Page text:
Nvidia's GeForce Titan X may be the most expensive single-GPU consumer-grade card on the market, but that isn't stopping enthusiasts from pushing it to its limits - as proven by the release of a modified BIOS which increases its power target by 21 per cent.
Released last week, the Nvidia GeForce GTX Titan X
is an absolute beast of a card. Based on the company's Maxwell technology, the card - available only in reference designs - packs 3,072 stream processors and 12GB of GDDR5 memory, with base clock of 1,000MHz and boost clock of 1,075MHz. It's the fastest single-GPU card around, and its price reflects that: £879.99.
The sharp end of £900 is a lot of money to risk through experimentation, but for the well-heeled enthusiast a member of the 3DCenter forum has something of interest: a modified BIOS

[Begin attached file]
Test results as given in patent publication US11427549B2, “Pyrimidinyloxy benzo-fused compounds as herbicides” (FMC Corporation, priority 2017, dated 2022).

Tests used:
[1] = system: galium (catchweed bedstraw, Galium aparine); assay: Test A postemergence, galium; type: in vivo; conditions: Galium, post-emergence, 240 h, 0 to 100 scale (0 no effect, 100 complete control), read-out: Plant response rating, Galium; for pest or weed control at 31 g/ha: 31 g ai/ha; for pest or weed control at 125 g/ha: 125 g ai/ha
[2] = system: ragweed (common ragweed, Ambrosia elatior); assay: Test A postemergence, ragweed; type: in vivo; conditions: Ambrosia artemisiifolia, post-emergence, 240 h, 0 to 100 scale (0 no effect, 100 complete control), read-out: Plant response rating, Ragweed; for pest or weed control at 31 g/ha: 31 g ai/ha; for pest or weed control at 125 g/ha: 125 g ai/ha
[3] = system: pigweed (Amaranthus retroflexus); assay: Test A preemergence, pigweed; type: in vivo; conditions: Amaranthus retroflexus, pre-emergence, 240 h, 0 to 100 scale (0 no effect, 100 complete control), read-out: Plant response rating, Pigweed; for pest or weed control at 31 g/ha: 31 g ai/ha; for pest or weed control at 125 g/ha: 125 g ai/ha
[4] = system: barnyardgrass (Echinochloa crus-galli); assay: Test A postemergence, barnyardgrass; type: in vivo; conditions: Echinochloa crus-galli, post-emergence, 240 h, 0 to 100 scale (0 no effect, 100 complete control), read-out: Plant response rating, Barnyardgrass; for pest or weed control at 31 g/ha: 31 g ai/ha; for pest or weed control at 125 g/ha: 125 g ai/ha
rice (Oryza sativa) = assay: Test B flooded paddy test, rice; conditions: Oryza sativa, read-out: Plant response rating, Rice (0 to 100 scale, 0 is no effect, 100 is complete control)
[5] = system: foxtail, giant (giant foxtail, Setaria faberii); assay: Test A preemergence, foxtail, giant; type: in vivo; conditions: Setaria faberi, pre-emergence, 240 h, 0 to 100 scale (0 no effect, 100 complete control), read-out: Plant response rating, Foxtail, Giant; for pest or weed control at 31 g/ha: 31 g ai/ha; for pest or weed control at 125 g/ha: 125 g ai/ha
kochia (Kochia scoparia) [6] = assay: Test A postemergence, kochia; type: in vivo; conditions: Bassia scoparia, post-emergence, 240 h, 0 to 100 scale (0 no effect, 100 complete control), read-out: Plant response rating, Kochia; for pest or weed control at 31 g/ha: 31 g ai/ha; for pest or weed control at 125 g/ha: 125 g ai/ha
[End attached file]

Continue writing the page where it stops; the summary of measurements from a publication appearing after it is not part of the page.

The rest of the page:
, which unlocks the potential for major performance gains. Installing the BIOS on the card increases the peak power target by 21 per cent while allowing for a peak power selection of 1.281V - allowing the card to be pushed harder than the stock BIOS at the cost of increased heat and potentially shorter component lifespan.
The gains will, naturally, vary from card to card, but 3DCenter's Ronald Gasch has emailed us to claim the BIOS has been shown to hit 1,550MHz stable clocks - a considerable gain over the stock 1,000MHz/1,075MHz on a card that already tops the charts for its performance. Naturally, using such a BIOS and tweaking the power draw of the card is risky, and not something that should be attempted by anyone who can't afford to replace their shiny new Titan X should something go wrong.
For those willing to risk it, the modified BIOS can be downloaded from Dropbox